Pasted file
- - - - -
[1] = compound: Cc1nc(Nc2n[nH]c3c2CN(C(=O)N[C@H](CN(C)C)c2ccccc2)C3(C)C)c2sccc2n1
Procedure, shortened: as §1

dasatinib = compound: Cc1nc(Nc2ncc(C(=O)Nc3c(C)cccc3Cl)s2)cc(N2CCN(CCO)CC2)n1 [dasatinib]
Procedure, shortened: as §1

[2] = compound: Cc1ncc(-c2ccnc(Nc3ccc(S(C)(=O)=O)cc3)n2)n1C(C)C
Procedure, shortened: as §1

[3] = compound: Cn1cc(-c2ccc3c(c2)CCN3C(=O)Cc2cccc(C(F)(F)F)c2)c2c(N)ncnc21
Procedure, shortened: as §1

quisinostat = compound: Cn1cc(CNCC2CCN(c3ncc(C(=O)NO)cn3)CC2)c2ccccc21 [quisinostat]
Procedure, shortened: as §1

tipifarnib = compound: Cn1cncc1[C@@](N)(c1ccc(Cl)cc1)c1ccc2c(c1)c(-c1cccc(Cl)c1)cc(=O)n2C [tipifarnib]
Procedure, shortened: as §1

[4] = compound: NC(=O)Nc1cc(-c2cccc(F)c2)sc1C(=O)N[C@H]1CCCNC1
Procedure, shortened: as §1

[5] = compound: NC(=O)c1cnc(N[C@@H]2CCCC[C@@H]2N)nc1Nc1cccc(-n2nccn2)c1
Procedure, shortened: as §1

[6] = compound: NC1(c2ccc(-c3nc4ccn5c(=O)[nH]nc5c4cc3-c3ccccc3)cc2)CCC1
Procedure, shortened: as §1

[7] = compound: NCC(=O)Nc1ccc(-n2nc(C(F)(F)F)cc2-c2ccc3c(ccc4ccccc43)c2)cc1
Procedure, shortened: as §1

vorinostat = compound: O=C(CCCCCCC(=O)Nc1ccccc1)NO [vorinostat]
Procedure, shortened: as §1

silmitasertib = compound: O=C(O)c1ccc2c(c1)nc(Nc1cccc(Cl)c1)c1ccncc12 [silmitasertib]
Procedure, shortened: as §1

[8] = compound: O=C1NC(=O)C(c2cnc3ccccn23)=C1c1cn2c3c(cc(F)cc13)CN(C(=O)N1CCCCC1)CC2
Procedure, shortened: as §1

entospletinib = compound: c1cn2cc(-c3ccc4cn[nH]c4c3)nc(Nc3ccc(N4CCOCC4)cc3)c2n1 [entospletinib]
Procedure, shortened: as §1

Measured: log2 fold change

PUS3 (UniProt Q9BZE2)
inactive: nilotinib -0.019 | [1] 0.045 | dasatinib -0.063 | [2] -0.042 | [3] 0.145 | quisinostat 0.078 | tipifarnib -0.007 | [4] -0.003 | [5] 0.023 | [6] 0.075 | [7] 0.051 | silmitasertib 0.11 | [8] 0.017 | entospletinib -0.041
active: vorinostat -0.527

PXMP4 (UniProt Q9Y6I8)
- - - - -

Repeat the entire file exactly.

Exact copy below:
[1] = compound: Cc1nc(Nc2n[nH]c3c2CN(C(=O)N[C@H](CN(C)C)c2ccccc2)C3(C)C)c2sccc2n1
Procedure, shortened: as §1

dasatinib = compound: Cc1nc(Nc2ncc(C(=O)Nc3c(C)cccc3Cl)s2)cc(N2CCN(CCO)CC2)n1 [dasatinib]
Procedure, shortened: as §1

[2] = compound: Cc1ncc(-c2ccnc(Nc3ccc(S(C)(=O)=O)cc3)n2)n1C(C)C
Procedure, shortened: as §1

[3] = compound: Cn1cc(-c2ccc3c(c2)CCN3C(=O)Cc2cccc(C(F)(F)F)c2)c2c(N)ncnc21
Procedure, shortened: as §1

quisinostat = compound: Cn1cc(CNCC2CCN(c3ncc(C(=O)NO)cn3)CC2)c2ccccc21 [quisinostat]
Procedure, shortened: as §1

tipifarnib = compound: Cn1cncc1[C@@](N)(c1ccc(Cl)cc1)c1ccc2c(c1)c(-c1cccc(Cl)c1)cc(=O)n2C [tipifarnib]
Procedure, shortened: as §1

[4] = compound: NC(=O)Nc1cc(-c2cccc(F)c2)sc1C(=O)N[C@H]1CCCNC1
Procedure, shortened: as §1

[5] = compound: NC(=O)c1cnc(N[C@@H]2CCCC[C@@H]2N)nc1Nc1cccc(-n2nccn2)c1
Procedure, shortened: as §1

[6] = compound: NC1(c2ccc(-c3nc4ccn5c(=O)[nH]nc5c4cc3-c3ccccc3)cc2)CCC1
Procedure, shortened: as §1

[7] = compound: NCC(=O)Nc1ccc(-n2nc(C(F)(F)F)cc2-c2ccc3c(ccc4ccccc43)c2)cc1
Procedure, shortened: as §1

vorinostat = compound: O=C(CCCCCCC(=O)Nc1ccccc1)NO [vorinostat]
Procedure, shortened: as §1

silmitasertib = compound: O=C(O)c1ccc2c(c1)nc(Nc1cccc(Cl)c1)c1ccncc12 [silmitasertib]
Procedure, shortened: as §1

[8] = compound: O=C1NC(=O)C(c2cnc3ccccn23)=C1c1cn2c3c(cc(F)cc13)CN(C(=O)N1CCCCC1)CC2
Procedure, shortened: as §1

entospletinib = compound: c1cn2cc(-c3ccc4cn[nH]c4c3)nc(Nc3ccc(N4CCOCC4)cc3)c2n1 [entospletinib]
Procedure, shortened: as §1

Measured: log2 fold change

PUS3 (UniProt Q9BZE2)
inactive: nilotinib -0.019 | [1] 0.045 | dasatinib -0.063 | [2] -0.042 | [3] 0.145 | quisinostat 0.078 | tipifarnib -0.007 | [4] -0.003 | [5] 0.023 | [6] 0.075 | [7] 0.051 | silmitasertib 0.11 | [8] 0.017 | entospletinib -0.041
active: vorinostat -0.527

PXMP4 (UniProt Q9Y6I8)